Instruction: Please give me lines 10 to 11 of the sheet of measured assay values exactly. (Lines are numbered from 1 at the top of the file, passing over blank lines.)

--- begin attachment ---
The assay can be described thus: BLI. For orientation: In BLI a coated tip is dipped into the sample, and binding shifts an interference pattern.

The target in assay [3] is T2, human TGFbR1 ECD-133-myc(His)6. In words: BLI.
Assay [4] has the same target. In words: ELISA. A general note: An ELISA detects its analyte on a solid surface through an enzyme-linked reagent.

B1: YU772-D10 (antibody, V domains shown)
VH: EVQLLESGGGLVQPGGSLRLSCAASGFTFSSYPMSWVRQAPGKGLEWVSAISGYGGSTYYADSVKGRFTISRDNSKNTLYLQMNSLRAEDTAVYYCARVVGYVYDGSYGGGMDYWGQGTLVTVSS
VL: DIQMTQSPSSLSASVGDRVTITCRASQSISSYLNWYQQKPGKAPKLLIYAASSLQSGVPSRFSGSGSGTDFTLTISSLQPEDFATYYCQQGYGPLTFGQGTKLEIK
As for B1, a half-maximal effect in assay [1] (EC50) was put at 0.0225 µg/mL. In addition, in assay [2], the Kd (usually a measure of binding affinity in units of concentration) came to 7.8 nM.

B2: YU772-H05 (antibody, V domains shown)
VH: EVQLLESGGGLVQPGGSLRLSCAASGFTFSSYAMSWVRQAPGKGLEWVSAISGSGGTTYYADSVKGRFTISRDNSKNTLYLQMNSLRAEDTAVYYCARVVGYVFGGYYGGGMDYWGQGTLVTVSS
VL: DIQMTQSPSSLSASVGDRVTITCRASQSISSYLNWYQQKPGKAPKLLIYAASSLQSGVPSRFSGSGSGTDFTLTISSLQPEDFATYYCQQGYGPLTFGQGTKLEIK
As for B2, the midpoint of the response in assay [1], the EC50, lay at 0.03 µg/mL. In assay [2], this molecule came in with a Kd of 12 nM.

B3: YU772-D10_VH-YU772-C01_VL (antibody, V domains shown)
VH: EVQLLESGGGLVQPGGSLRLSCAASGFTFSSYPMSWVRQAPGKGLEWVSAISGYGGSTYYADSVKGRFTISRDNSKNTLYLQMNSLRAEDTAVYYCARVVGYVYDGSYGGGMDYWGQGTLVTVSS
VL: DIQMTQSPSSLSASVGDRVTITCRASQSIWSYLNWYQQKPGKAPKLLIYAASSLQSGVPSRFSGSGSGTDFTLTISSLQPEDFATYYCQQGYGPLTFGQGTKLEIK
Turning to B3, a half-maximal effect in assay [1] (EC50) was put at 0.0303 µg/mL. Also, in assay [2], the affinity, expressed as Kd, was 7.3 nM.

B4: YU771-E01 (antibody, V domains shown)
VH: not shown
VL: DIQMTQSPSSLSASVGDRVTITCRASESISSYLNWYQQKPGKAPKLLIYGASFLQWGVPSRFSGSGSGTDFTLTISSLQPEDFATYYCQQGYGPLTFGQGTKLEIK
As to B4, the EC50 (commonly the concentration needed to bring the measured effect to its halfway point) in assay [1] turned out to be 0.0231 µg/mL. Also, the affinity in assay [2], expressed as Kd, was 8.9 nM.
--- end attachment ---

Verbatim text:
VL: DIQMTQSPSSLSASVGDRVTITCRASQSISSYLNWYQQKPGKAPKLLIYAASSLQSGVPSRFSGSGSGTDFTLTISSLQPEDFATYYCQQGYGPLTFGQGTKLEIK
As for B2, the midpoint of the response in assay [1], the EC50, lay at 0.03 µg/mL. In assay [2], this molecule came in with a Kd of 12 nM.